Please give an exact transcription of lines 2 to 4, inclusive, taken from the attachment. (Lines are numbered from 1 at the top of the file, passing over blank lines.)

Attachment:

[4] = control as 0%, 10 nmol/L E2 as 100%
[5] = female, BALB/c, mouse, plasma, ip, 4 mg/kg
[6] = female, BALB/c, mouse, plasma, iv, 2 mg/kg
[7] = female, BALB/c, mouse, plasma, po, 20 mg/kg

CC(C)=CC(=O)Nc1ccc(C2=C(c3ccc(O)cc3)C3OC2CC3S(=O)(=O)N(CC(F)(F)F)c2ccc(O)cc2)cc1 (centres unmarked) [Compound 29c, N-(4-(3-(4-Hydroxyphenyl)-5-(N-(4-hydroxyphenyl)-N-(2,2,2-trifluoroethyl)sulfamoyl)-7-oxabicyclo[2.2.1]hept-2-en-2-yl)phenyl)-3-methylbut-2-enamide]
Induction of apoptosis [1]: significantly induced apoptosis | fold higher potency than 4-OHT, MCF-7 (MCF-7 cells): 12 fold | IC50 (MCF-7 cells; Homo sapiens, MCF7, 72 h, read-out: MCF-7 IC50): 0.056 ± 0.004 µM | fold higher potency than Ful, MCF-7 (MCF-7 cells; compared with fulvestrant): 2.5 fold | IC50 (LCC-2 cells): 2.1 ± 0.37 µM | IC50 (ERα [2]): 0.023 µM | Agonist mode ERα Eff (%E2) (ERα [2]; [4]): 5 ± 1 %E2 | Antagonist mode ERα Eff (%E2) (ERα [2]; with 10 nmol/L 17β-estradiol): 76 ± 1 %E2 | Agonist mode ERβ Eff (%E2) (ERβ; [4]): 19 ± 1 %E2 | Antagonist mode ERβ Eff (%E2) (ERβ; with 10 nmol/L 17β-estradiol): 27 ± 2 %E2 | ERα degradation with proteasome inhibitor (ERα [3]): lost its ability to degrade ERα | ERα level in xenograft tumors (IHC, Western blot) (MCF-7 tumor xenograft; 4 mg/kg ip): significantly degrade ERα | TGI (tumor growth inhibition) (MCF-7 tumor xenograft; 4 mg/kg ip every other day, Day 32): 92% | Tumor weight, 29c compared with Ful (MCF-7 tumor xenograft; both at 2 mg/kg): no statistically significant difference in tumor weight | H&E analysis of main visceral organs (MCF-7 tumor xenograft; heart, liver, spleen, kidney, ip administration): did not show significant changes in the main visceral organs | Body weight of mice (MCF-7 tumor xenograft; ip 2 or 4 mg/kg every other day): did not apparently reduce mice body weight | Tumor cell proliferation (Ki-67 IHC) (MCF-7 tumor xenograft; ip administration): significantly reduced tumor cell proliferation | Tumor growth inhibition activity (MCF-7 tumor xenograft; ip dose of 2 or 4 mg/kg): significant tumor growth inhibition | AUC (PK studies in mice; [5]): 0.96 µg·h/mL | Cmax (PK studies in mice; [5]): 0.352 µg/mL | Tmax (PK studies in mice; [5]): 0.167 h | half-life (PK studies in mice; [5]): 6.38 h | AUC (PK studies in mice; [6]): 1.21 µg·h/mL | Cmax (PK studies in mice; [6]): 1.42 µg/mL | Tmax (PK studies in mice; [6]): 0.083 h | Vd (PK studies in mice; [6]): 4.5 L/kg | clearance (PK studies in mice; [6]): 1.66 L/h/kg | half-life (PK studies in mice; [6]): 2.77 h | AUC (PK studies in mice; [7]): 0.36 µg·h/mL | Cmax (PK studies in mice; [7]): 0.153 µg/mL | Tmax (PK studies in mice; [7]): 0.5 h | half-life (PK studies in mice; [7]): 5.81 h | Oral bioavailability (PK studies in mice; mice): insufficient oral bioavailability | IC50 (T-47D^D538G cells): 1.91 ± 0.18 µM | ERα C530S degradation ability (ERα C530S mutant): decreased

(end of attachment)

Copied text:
[5] = female, BALB/c, mouse, plasma, ip, 4 mg/kg
[6] = female, BALB/c, mouse, plasma, iv, 2 mg/kg
[7] = female, BALB/c, mouse, plasma, po, 20 mg/kg